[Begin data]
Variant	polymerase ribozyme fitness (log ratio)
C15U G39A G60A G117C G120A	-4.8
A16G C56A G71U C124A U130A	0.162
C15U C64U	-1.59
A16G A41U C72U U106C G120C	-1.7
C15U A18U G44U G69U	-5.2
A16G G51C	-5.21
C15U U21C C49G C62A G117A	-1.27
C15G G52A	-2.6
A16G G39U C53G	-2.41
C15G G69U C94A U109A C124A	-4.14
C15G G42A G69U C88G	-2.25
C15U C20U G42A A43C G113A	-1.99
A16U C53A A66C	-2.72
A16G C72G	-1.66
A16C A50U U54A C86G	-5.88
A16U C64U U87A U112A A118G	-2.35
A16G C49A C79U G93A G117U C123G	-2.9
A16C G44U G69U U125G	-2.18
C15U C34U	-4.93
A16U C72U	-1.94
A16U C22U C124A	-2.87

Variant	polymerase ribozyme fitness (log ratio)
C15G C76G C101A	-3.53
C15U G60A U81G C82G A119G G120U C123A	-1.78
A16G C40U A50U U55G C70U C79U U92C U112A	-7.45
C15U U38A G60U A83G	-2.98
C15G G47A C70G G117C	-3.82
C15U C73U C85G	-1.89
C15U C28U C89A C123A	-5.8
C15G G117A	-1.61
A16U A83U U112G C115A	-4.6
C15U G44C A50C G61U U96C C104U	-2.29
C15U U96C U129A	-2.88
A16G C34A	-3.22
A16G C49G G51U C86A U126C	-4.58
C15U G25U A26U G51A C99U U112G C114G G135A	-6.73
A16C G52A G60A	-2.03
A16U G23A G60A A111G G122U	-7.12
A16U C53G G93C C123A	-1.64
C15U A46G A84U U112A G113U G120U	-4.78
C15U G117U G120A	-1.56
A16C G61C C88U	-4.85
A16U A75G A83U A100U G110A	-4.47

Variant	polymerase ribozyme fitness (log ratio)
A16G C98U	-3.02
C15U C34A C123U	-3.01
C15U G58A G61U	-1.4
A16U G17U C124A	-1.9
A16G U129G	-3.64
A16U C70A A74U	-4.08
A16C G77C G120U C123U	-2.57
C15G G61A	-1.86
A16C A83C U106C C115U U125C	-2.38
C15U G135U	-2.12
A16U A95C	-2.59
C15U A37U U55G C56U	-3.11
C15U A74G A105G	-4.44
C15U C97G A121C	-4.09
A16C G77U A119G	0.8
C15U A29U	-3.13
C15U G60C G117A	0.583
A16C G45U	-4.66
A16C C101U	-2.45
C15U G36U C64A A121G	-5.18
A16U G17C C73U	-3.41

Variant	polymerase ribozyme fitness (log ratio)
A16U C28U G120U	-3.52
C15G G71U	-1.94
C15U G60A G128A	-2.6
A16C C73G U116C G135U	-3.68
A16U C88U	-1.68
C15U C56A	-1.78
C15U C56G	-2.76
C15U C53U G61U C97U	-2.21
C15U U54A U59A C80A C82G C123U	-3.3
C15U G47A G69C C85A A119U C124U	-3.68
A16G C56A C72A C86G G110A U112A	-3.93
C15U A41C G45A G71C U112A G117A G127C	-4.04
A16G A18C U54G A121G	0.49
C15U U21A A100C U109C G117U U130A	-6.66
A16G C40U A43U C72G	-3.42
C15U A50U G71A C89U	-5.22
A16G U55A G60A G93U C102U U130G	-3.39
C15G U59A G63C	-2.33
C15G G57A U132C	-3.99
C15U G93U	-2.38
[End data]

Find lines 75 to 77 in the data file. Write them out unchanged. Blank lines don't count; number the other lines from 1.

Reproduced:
C15U C53U G61U C97U	-2.21
C15U U54A U59A C80A C82G C123U	-3.3
C15U G47A G69C C85A A119U C124U	-3.68